By Taylor Martin | February 20, 2013 7:00 AM
Last year was a big year for many companies in terms of R&D on wearable computing devices. Google, for example, unveiled its latest and arguably most lofty project yet at Google I/O last year: Google Glass.
The Project Glass teaser clip only scratched the surface for the possibilities of such hands-free tech and opened the floor for and endless list of questions. Will devices like these fully replace smartphones as we currently know them? How will devices that rest in front of our eyes affect our ever-shortening attention spans? Will the slow, non-connected world cease to exist? (I kid … sort of.)
However, Google wasn’t the first company to dabble in wearable computing, not by a long shot. Allerta, for one, introduced the inPulse smartwatch for BlackBerry devices back in October 2009. You may now know one of the brains behind inPulse, Eric Migocovsky, as the CEO of Pebble, easily one of the hottest smartwatch endeavors … ever. Martian watches, i’m Watch and Meta Watch are just some of the other smartwatch entries.
FitBit, FitBug, Jawbone Up, Nike+ FuelBand, Motorola MOTOACTV and a handful of other nifty, wearable gadgets were built and designed to digitalize and help track your active life.
For the last couple years, the Golden-i has been floating around the CES show floor. Last year, it made an appearance in the Motorola booth. And Vuzix has been showing off wearable displays for decades – only in recent years has the technology started to enter the mainstream.
This wearable technology boom has only just begun. Some major players are rumored to be entering the field very soon. Apple, for one, is rumored to be bringing forth its own variation of the smartwatch, believed to be called the iWatch.
Rumors with any sort of solid information are scarce, but the so-called iWatch is believed to be running iOS (which could mean it could be a standalone device, but that’s far less likely than it being a supplementary device) and composed of curved glass.
We have no doubt that Apple would pull no punches if they jump into an existing market. The company whose name is often synonymous with world class craftsmanship wouldn’t dare release a haphazard
product piece of hardware, would they? It’s doubtful, especially considering its pockets are deeper than any other company’s.
But in the recent weeks of mounding Apple smartwatch rumors, I have read countless times that there will be a major hit or miss with this product: battery life. Rumored to be running full-fledged iOS, battery life could be a concern, particularly if the iWatch comes with a full-color LCD and a list of connectivity options.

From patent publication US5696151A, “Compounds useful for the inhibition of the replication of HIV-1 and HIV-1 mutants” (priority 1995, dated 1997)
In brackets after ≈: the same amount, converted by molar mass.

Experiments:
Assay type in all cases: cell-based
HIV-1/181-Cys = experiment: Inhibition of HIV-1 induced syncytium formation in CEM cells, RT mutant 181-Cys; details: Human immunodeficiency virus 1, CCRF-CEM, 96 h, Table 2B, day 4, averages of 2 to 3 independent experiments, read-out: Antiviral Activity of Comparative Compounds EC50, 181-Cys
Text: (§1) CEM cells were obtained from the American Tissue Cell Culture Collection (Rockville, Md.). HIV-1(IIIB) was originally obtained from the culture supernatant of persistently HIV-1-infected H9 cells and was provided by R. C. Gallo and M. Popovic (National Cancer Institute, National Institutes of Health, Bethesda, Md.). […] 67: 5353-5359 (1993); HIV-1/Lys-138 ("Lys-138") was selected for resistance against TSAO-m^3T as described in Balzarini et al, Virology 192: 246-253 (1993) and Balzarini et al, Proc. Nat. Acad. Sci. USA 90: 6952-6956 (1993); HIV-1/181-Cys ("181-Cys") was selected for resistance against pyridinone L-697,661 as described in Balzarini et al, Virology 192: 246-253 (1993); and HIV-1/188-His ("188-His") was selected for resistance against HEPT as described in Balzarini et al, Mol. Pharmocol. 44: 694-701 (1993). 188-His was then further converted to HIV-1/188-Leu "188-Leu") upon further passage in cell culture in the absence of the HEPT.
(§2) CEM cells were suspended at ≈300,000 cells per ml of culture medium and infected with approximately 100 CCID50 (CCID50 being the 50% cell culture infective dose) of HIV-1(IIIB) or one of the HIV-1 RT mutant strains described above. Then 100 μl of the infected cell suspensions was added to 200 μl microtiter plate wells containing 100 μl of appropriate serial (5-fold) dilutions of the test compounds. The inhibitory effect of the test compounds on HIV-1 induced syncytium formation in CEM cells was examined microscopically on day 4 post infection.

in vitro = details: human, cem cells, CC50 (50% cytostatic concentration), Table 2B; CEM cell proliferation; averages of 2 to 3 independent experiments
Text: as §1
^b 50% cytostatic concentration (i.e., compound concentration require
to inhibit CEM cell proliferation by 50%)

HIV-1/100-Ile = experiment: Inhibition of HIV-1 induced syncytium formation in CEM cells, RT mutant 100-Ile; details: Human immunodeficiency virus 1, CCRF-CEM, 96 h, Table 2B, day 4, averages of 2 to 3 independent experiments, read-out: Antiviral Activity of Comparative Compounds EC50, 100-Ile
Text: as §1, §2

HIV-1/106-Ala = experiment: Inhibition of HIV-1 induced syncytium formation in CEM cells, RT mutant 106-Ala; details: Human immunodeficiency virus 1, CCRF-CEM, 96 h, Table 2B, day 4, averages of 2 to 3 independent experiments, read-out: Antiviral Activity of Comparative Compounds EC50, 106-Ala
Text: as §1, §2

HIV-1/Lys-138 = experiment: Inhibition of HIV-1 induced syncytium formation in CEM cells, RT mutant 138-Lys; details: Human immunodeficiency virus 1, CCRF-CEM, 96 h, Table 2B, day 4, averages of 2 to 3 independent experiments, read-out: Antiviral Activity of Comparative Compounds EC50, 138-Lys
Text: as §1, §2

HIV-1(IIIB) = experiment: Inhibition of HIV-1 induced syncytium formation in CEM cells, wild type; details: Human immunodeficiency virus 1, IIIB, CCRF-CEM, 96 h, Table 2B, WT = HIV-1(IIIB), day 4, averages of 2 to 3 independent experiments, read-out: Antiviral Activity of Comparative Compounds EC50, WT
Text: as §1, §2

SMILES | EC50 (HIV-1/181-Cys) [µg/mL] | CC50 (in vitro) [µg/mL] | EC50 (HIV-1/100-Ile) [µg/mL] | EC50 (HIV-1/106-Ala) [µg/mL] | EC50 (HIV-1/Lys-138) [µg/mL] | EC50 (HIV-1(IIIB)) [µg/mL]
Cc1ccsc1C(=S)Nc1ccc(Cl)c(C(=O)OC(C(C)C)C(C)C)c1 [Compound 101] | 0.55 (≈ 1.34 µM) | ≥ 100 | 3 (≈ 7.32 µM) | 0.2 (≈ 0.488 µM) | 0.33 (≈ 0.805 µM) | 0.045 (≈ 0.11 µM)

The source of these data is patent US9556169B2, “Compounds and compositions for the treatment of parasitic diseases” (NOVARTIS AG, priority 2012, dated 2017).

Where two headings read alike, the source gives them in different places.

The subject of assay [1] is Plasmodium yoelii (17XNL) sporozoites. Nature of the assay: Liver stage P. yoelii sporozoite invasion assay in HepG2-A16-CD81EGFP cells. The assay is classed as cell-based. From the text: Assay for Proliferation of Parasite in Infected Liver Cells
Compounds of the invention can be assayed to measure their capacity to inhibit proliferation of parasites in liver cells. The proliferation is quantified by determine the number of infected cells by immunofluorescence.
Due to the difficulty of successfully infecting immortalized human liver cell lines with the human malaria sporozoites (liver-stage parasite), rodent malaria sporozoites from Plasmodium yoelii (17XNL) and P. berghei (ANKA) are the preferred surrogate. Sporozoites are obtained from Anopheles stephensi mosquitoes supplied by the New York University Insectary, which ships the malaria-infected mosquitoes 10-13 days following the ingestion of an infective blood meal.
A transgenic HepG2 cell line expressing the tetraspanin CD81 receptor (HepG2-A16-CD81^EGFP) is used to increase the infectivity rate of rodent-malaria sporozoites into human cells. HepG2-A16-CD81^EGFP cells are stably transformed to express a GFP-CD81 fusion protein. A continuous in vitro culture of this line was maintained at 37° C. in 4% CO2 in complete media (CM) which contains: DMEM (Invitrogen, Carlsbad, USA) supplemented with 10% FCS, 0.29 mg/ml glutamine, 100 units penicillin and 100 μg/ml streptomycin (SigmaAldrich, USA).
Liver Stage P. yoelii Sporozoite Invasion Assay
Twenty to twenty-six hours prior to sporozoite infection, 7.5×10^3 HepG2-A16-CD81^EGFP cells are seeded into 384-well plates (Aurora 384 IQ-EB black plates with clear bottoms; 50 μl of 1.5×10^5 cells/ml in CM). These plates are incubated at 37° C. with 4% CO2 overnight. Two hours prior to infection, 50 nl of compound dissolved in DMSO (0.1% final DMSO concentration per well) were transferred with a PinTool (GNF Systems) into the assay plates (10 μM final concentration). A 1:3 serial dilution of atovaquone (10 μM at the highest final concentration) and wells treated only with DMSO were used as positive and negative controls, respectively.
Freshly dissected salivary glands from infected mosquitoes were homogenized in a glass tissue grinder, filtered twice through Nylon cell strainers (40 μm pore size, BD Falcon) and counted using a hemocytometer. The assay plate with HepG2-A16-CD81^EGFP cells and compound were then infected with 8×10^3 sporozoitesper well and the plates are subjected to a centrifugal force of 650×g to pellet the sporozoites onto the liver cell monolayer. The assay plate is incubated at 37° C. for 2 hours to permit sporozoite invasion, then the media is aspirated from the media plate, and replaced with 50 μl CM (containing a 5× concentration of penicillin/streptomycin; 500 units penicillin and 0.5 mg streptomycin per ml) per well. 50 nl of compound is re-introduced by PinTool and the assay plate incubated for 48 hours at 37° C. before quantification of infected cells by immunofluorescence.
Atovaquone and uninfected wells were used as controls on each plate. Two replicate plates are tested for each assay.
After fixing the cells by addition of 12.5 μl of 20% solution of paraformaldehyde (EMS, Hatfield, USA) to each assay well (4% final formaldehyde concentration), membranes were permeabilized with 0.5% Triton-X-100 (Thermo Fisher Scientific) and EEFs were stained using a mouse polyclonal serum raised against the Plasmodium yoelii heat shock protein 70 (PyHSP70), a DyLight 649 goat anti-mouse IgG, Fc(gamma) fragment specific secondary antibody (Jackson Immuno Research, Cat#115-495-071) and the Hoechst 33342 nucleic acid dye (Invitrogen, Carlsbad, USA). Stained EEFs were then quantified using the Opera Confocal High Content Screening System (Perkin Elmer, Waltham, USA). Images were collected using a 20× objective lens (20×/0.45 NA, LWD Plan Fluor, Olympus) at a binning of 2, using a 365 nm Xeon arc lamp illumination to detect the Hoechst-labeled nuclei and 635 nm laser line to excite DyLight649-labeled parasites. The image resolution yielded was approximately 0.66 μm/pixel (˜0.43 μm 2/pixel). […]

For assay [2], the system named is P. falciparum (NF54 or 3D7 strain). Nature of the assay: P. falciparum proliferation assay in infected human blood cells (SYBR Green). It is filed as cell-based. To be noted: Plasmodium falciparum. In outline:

Pebble, for instance, incorporates an e-paper (not to be confused with E Ink) LCD display and a 150mAh battery, which easily holds the charge for anywhere from five days to a week. Having to plug in a watch to charge nearly every day severely detracts from the experience. This is why the iPod nano with a strap never worked well for me. (Not to mention, I never loaded any music on it and it was effectively useless.) And this is where Apple’s iWatch could face some serious adversity.
So maybe the iWatch battery will be a letdown. ArsTechnica’s Iljitsch van Beijnum suggests that a solution could be the ability to quickly charge the iWatch on the fly by using supercapacitor technology. It wouldn’t hold its charge as long as, say, Pebble, but it could be fully charged in seconds – a fair trade-off, if you ask me.
Charging in mere seconds isn’t a bad idea. But having to remember to constantly charge yet another device (I’m already up to double-digits on a daily basis) is eventually going to drive me, and likely many others, to stop using the device over time. Such is the case with virtually every nonessential device I own.
An idea that was passed by me earlier this week is one that struck me as intriguing: a self-powered or self-sustaining smartwatch.
A watch will certainly draw less power than a full-sized smartphone. The display – generally the main power draw in all smartphones – is much smaller in a watch. And unless it’s a standalone device, it should be limited to Bluetooth, NFC, possibly Wi-Fi and only a few other connections, not LTE or 3G. In other words, it shouldn’t even come close to drawing nearly as much power as a smartphone.
Why couldn’t such a device incorporate a series of small solar panels for trickle charging? What about a kinetic charger? Although, the nPower PEG Kinetic Charger is quite large, it has the ability to supply a smartphone with about a minute of talk time after just 10 minutes of walking. On a much smaller scale and inside a device that will be strapped to part of your body that moves around more than any other, why wouldn’t kinetic power keep a device like the iWatch alive for days, if not indefinitely?
It seems to be the obvious solution, no?
Battery power is a constant issue for the majority of mobile users. The HTC One announcement yesterday should lend credence to that – a 2,300mAh battery just isn’t enough anymore. One way Apple could drive this smartwatch device home with ease is by eliminating the need for constant charging. Kinetic charging – if plausible on such a small scale – would be game-changing for the blossoming wearable computing market.